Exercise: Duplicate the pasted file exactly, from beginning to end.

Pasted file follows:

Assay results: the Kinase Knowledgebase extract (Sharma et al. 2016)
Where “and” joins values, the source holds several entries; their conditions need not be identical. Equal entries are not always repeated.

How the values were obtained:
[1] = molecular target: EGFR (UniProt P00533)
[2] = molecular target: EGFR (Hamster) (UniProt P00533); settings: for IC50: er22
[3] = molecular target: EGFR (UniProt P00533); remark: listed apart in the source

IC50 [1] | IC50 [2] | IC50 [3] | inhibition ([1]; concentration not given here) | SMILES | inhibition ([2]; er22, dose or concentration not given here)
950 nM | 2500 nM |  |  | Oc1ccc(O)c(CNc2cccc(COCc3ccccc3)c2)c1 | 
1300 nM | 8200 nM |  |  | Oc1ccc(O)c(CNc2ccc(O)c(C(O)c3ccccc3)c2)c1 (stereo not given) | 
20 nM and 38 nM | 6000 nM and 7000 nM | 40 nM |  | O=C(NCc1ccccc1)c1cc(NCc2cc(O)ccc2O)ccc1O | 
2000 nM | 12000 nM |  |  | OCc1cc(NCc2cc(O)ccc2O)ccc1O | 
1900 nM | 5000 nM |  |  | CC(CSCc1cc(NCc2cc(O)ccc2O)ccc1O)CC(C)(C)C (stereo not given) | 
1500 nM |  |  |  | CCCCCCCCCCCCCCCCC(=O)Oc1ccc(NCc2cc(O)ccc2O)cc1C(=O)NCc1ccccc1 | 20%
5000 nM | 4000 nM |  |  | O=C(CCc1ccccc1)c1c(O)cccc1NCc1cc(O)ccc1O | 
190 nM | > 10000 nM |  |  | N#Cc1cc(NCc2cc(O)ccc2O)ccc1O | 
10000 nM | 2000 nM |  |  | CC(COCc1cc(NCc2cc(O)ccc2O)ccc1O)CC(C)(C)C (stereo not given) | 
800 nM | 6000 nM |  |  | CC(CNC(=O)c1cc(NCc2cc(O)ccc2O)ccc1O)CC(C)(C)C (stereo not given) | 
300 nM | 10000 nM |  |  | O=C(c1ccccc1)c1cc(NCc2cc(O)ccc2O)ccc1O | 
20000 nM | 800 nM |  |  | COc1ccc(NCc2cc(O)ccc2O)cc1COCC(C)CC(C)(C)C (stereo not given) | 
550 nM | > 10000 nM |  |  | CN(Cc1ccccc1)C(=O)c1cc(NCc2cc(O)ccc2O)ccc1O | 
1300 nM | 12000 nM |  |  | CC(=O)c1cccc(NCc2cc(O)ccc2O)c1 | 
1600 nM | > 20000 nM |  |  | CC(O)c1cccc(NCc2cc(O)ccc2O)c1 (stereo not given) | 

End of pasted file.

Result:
Assay results: the Kinase Knowledgebase extract (Sharma et al. 2016)
Where “and” joins values, the source holds several entries; their conditions need not be identical. Equal entries are not always repeated.

How the values were obtained:
[1] = molecular target: EGFR (UniProt P00533)
[2] = molecular target: EGFR (Hamster) (UniProt P00533); settings: for IC50: er22
[3] = molecular target: EGFR (UniProt P00533); remark: listed apart in the source

IC50 [1] | IC50 [2] | IC50 [3] | inhibition ([1]; concentration not given here) | SMILES | inhibition ([2]; er22, dose or concentration not given here)
950 nM | 2500 nM |  |  | Oc1ccc(O)c(CNc2cccc(COCc3ccccc3)c2)c1 | 
1300 nM | 8200 nM |  |  | Oc1ccc(O)c(CNc2ccc(O)c(C(O)c3ccccc3)c2)c1 (stereo not given) | 
20 nM and 38 nM | 6000 nM and 7000 nM | 40 nM |  | O=C(NCc1ccccc1)c1cc(NCc2cc(O)ccc2O)ccc1O | 
2000 nM | 12000 nM |  |  | OCc1cc(NCc2cc(O)ccc2O)ccc1O | 
1900 nM | 5000 nM |  |  | CC(CSCc1cc(NCc2cc(O)ccc2O)ccc1O)CC(C)(C)C (stereo not given) | 
1500 nM |  |  |  | CCCCCCCCCCCCCCCCC(=O)Oc1ccc(NCc2cc(O)ccc2O)cc1C(=O)NCc1ccccc1 | 20%
5000 nM | 4000 nM |  |  | O=C(CCc1ccccc1)c1c(O)cccc1NCc1cc(O)ccc1O | 
190 nM | > 10000 nM |  |  | N#Cc1cc(NCc2cc(O)ccc2O)ccc1O | 
10000 nM | 2000 nM |  |  | CC(COCc1cc(NCc2cc(O)ccc2O)ccc1O)CC(C)(C)C (stereo not given) | 
800 nM | 6000 nM |  |  | CC(CNC(=O)c1cc(NCc2cc(O)ccc2O)ccc1O)CC(C)(C)C (stereo not given) | 
300 nM | 10000 nM |  |  | O=C(c1ccccc1)c1cc(NCc2cc(O)ccc2O)ccc1O | 
20000 nM | 800 nM |  |  | COc1ccc(NCc2cc(O)ccc2O)cc1COCC(C)CC(C)(C)C (stereo not given) | 
550 nM | > 10000 nM |  |  | CN(Cc1ccccc1)C(=O)c1cc(NCc2cc(O)ccc2O)ccc1O | 
1300 nM | 12000 nM |  |  | CC(=O)c1cccc(NCc2cc(O)ccc2O)c1 | 
1600 nM | > 20000 nM |  |  | CC(O)c1cccc(NCc2cc(O)ccc2O)c1 (stereo not given) | 